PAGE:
‘Shellac’, ‘BioSculpture’, ‘GELeration’, ‘3 week manicures’, when researching gel polish manicures, a plethora of brand names and strap lines are out there influencing your decision. We all want to feel we are getting a good price but at what cost? Rock bottom pricing can mean sacrificing the health of your nails…and your safety!
A couple of years ago the ‘gel manicure’ swept onto almost every beauty salon price list in a matter of minutes and is fast becoming one of the most popular manicure treatments. Certainly at Cannelle Beauty the number of gel nail treatments now far outnumbers traditional manicures .
Gel manicures offer clients a long lasting, durable polish that dries in seconds under a UV or LED lamp. The polish remains chip resistant for up to 3 weeks, uber glossy and can be as hard wearing as artificial nails. No blowing or flapping your polish dry, no smudges or chips getting out car keys. As soon as you reach for your purse to pay your nails are totally ‘cured’ … aka dry.
In theory, gel polish manicures don’t damage your nails in the same way a ‘false’ gel or acrylic manicure can. So, what’s not to love? Well, not so much the treatment as WHO DOES the treatment.
There are now a huge number of nail salons (typically ones which have traditionally focused on acrylic nail extensions) that are compromising the general health and safety of clients in order to provide quick treatment times. Fast treatment times means more clients through the door, more clients through the door of course means more cash.
To my horror when I stepped into one nail bar in Oxford for a gel polish application the therapist brandished a drill and began drilling the natural surface of my nail prior to applying the polish. This was to ensure the polish bonded with my natural nail i.e. that the polish remained in place for the maximum length of time possible (up t o 3 weeks). However these drills if used incorrectly (if used at all in my opinion) can remove a dangerously large amount of your nail and can damage your nail bed and cuticle area. They are high speed razor sharp drills…drilling within a fraction of a millimeter of your cuticle and skin.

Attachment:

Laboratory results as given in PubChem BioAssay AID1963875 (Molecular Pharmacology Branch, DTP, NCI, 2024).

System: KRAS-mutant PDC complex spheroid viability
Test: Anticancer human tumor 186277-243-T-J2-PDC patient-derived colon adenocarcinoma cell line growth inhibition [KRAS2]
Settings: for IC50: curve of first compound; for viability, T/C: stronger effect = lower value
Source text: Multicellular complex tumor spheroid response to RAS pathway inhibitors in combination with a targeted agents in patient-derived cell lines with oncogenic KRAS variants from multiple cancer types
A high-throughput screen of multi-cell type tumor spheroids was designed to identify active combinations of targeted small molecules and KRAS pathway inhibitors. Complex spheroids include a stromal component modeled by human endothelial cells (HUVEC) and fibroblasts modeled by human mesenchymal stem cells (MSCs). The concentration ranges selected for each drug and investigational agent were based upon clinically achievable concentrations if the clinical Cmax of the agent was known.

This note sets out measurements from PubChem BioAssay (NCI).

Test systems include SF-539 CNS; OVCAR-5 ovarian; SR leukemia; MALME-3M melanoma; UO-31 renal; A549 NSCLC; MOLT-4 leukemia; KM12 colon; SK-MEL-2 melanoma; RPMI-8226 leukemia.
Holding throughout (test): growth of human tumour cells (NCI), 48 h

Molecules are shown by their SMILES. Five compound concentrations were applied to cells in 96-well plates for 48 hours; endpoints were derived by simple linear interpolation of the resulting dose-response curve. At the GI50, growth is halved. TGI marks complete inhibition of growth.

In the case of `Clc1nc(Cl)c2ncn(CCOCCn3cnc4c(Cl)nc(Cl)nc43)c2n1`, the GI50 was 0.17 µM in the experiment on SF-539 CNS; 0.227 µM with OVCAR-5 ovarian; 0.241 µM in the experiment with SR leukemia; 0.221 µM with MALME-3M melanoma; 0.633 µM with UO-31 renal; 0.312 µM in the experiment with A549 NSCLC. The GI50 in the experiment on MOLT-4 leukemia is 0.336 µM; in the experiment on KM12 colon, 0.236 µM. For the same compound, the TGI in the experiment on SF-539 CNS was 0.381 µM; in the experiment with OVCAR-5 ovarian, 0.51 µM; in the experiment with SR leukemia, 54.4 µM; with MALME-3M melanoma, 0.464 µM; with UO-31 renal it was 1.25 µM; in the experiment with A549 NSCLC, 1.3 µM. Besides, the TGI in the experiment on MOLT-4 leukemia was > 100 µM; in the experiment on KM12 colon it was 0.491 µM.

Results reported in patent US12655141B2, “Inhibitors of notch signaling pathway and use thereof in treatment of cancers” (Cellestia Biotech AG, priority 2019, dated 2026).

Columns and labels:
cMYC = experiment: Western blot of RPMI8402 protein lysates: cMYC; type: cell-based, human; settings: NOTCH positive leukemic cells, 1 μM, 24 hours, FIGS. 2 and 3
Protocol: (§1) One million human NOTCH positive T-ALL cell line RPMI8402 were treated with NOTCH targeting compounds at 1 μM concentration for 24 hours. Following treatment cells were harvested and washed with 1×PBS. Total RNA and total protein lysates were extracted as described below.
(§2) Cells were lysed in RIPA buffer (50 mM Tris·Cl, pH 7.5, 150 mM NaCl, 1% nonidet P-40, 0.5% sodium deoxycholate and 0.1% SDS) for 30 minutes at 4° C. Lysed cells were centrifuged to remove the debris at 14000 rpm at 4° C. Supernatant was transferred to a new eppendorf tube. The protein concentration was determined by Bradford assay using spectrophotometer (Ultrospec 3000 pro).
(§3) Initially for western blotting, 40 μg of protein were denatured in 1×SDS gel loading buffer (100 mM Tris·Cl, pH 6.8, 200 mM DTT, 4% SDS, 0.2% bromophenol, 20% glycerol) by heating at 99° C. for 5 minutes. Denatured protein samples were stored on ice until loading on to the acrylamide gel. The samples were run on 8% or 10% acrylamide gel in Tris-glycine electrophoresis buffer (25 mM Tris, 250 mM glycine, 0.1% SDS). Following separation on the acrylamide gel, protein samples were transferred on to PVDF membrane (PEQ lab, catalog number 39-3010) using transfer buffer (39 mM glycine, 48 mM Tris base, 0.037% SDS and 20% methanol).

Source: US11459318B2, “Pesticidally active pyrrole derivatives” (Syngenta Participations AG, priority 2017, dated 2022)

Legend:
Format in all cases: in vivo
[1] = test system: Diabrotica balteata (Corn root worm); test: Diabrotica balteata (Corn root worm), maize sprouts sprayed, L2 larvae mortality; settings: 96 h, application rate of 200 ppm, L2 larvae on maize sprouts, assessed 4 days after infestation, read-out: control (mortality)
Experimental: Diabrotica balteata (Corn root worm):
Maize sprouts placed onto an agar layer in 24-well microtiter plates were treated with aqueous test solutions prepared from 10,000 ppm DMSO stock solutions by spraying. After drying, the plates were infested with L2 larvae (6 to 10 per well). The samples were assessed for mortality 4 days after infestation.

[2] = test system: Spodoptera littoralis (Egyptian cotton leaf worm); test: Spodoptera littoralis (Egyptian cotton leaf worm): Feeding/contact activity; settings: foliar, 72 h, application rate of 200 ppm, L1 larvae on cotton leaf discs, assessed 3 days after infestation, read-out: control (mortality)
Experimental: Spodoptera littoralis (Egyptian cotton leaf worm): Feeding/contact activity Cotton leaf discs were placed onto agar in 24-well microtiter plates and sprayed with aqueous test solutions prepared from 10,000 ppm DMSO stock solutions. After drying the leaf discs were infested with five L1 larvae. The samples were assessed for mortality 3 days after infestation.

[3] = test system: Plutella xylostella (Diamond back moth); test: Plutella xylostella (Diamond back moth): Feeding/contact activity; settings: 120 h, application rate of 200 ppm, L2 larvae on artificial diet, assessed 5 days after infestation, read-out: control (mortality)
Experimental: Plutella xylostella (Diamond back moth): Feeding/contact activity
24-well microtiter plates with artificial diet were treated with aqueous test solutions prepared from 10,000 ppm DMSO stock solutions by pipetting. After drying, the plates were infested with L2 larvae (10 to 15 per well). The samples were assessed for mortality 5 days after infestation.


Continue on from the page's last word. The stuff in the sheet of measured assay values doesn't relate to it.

Electric nail drills are sophisticated bits of machinery that require careful maintenance and should only be used (again – if at all – in my opinion) by qualified, licensed professional beauty therapists. In many salons you just don’t get the care and attention that you need in order for your basic safety and hygiene to be guaranteed.
In my personal experience, drills and files are swapped between multiple clients throughout the day with zero serialization, clients that already have the gel nail polish applied and want it removed and re-applied are provided with bowls filled to the brim with acetone remover and told to sit with their fingers submerged in the potent liquid usually while another client’s treatment is being finished. Sometimes for in excess of 15 minutes.
Acetone is extremely strong stuff (you only have to smell it to give you an idea of how potent it is) and it dries your nails rapidly if left in contact for too long.
The safest way to apply the acetone gel polish remover is to place acetone soaked cotton wool on the polish just long enough to soften it, with dedicated therapist watching and testing the polish at all times.
In September 2012 Samantha Sweet, a spokesperson for Shellac said to the Mail Online “Applying Shellac shouldn’t damage the nail surface,’ she says. ‘The polish has a honeycomb construction, making it porous. The oils penetrate and nourish nails.” In other words you do not need to drill a natural nail in order for the gel polish to bond. The maximum that might ever be required is a light, careful buffing by hand with a soft file, never a drill.
Sweet also emphasises that proper removal is essential to the health of nails. ‘You shouldn’t be saturating the nail with acetone, and you certainly shouldn’t soak the entire hand in a bowl of acetone,’
So having experienced the cheaper alternatives in Oxford myself now (I have been to a total of five nail bars) my nails are hugely damaged, my nail beds sore and at times have bled during treatment. It it has definitely not been worth the few quid I’ve saved.
In addition the top brands cost. Salons invest in these polishes because they provide good results and they don’t come cheap. If a salon is offering rock bottom prices on gel nails the chances are the gel polish they are claiming is ‘Shellac’ or ‘BioSculpture’ actually isn’t.
Please don’t think that a lower priced salon will provide you with the same treatment. It nearly always won’t and when it’s time to pay you may well find yourself asking “what’s the damage?” in the literal sense.